A six-minute fatal rampage for shocked Florida high school

From left: Nicholas Dworet, Jaime Guttenberg, Joaquin Oliver and Meadow Pollack — four of the victims of the school shooting in Parkland, Florida, appear in photos from social media. (Reuters)Victims of the school shooting in Parkland, Florida, appear in photos from social media received on Thursday. (Reuters)
Updated 16 February 2018
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A six-minute fatal rampage for shocked Florida high school

PARKLAND, Fla: Nikolas Cruz jumped out of an Uber car and walked toward building 12 of the Marjory Stoneman Douglas High School, carrying a black duffel bag and a black backpack. A man inside the school spotted Cruz and knew he was a former student, a troubled kid. He radioed a co-worker, and within a minute heard gunshots.
The 19-year-old was wearing a maroon shirt, black pants and a black hat. The man, whose name was blacked out from a sheriff’s affidavit, told detectives Cruz was moving “purposefully.”
Cruz slipped into the building, entered a stairwell and extracted a rifle from his bag, authorities said. He shot into four rooms on the first floor — going back to spray bullets into two of the rooms a second time — then went upstairs and shot a single victim on the second floor. He ran to the third floor, where according to a timeline released by the Broward County Sheriff’s Office, three minutes passed before he dropped the rifle and backpack, ran back down the stairs and quickly blended in with panicked, fleeing students.
Florida State Sen. Bill Galvano, who visited the third floor, said authorities told him it appeared that Cruz tried to fire point-blank out the third-floor windows at students as they were leaving the school, but the windows did not shatter. Police told Galvano that it was not that difficult to open the windows.
“Thank God he didn’t,” Galvano said.
From the time Cruz entered the building until the time he left, only six minutes passed. During that brief time, he shot more than two dozen people, including 17 fatally.
After the rampage, he walked to a Wal-Mart and bought a drink at a Subway restaurant, then went to a McDonald’s.
About 40 minutes later, a deputy saw him walking down a suburban South Florida street and grabbed him. He did not put up a fight.
The details of Wednesday’s carnage at the Parkland, Florida, high school emerged a day later from witnesses and law enforcement reports.
Among the dead: Assistant football coach Aaron Feis, slain while shielding students from bullets; Joaquin Oliver, a student known for his unique look and who once dyed his hair bleach-blonde with tiger stripes; Alyssa Alhadeff, an avid soccer player and student; and 35-year-old geography teacher Scott Beigel, who helped students enter a locked classroom, only to be shot himself.
Among at least 1,000 people attending a candlelight vigil near the school Thursday night, some openly sobbed as the victims’ names were read aloud. At one point, people began chanting, “No more guns! No more guns!“
Dressed in the school’s red color, some held flowers while others wielded signs asking for action to fight school violence, including gun control.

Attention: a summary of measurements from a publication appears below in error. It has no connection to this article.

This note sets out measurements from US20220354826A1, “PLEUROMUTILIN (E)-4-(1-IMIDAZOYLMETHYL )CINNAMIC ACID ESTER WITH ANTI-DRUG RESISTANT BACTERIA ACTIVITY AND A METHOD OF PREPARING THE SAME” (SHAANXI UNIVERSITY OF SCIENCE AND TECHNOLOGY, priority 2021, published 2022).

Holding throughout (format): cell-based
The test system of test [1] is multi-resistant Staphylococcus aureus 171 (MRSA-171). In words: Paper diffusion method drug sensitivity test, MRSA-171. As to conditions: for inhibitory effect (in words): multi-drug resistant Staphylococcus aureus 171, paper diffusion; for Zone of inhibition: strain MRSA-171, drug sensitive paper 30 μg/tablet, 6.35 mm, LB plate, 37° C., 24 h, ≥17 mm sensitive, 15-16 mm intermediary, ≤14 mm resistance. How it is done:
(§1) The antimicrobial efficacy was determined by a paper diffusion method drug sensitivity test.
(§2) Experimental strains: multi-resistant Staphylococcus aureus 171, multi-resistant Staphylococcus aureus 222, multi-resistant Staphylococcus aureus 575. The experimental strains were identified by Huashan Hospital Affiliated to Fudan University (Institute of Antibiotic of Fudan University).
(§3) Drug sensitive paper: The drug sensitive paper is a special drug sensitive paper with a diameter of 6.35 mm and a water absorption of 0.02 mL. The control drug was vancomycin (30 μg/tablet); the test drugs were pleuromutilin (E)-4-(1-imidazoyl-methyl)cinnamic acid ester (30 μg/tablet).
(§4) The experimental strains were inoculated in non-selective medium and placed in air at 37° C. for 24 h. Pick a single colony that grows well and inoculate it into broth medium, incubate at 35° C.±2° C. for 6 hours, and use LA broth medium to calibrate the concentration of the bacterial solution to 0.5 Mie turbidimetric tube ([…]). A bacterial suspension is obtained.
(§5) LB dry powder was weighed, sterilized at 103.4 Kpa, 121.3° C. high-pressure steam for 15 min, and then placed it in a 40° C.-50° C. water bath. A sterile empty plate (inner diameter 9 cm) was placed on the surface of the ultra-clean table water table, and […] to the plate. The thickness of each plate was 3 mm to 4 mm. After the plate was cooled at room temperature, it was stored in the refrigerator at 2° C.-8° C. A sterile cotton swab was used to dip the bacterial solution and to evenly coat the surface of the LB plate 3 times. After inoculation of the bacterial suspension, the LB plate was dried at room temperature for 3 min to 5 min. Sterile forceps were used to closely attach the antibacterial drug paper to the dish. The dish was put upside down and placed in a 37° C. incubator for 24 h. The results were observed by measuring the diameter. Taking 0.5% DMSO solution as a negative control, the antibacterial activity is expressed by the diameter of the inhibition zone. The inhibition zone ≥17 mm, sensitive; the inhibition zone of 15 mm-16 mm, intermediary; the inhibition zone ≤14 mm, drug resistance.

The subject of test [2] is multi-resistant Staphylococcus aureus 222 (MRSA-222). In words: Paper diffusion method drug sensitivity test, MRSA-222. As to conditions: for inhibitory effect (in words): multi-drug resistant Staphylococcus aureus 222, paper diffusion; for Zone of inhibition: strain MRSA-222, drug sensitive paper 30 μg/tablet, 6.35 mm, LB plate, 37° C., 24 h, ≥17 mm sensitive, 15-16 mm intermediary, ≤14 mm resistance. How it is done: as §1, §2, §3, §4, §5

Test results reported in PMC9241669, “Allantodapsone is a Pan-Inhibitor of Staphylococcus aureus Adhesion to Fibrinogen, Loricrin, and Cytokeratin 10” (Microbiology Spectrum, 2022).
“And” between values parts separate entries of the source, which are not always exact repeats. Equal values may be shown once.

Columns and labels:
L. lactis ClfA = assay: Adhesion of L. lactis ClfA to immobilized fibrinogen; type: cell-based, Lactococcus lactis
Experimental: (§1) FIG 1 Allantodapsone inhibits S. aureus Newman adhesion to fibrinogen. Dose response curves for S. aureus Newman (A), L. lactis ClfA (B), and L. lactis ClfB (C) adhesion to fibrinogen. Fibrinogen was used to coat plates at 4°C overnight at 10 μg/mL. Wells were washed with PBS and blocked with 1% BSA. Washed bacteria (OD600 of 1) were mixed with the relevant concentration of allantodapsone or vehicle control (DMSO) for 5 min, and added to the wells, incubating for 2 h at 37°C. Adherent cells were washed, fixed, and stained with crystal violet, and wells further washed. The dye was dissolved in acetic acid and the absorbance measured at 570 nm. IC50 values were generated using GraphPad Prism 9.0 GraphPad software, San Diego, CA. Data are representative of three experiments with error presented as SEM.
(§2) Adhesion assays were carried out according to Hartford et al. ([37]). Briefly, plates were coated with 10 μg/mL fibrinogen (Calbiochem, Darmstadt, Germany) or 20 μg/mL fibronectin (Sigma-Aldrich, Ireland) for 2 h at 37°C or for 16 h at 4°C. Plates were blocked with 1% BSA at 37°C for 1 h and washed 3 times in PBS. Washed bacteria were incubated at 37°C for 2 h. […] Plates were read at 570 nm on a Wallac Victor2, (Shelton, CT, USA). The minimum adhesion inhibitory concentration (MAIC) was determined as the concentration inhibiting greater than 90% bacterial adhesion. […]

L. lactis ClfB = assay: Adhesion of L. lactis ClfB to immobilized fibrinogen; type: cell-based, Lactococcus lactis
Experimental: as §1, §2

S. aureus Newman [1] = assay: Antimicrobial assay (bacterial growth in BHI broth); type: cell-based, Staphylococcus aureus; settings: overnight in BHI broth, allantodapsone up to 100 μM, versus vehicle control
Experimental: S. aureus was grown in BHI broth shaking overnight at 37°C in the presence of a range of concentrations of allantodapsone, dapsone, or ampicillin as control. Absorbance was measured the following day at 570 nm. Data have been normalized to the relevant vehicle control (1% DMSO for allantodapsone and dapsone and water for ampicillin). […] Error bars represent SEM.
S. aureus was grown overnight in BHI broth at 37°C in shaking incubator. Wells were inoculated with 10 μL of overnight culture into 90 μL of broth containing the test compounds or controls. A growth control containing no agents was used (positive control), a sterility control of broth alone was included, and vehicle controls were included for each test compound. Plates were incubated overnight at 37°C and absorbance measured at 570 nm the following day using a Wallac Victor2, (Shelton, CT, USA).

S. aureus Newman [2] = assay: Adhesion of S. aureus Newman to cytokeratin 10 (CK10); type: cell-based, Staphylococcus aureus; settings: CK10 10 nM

“Kids don’t need guns. No guns under 21,” read one sign.
Ernest Rospierski, a teacher at the school, took several bracing breaths at the vigil as he talked to a reporter about the horror in the halls.
“Bang bang bang — all of a sudden the shooting stopped,” he said. “I looked down. He was reloading. I yelled, ‘Run!’ And then I ran behind as many kids as I could.”
Authorities have not described any specific motive, except to say that Cruz had been kicked out of the high school, which has about 3,000 students and serves an affluent suburb where the median home price is nearly $600,000. Students who knew him described a volatile teenager whose strange behavior had caused others to end friendships.
Cruz was ordered held without bond at a brief court hearing. He wore an orange jumpsuit with his hands cuffed at his waist. His public defender did not contest the order and had her arm around Cruz during the short appearance. Afterward, she called him a “broken human being.”
 


Bulgaria seizes 288 kilos of heroin in truck from Iran

Updated 53 min 37 sec ago
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Bulgaria seizes 288 kilos of heroin in truck from Iran

  • Two men — the Iranian truck driver and a Turkish man, who was allegedly to receive the drugs in Bulgaria — were detained and indicted for drug trafficking

SOFIA: Bulgarian customs officials confiscated more than 288 kilo (635 pounds) of heroin hidden on a truck from Iran, prosecutors announced Thursday.

The haul is the biggest amount of heroin seized at Bulgaria’s borders this year, the customs agency said.

Two men — the Iranian truck driver and a Turkish man, who was allegedly to receive the drugs in Bulgaria — were detained and indicted for drug trafficking, the Haskovo regional prosecution said in a statement. They risk jail terms from 15 to 20 years, it added.

The drugs were placed in 144 packages hidden inside the floor and ceiling of a spray painting machine transported inside the truck.

It was found when the vehicle was X-rayed upon entering Bulgaria from Turkey at the southeastern Kapitan Andreevo border checkpoint on Sunday, but the seizure was only announced on Thursday.

Bulgaria, which lies on the so-called Balkan drugs route from the Middle East to Western Europe, has seen a several-fold increase in heroin seizures over the past three years.

In 2018, the customs agency confiscated a total of 994 kilos of heroin at the country’s borders, a rise of 13 percent from 2017.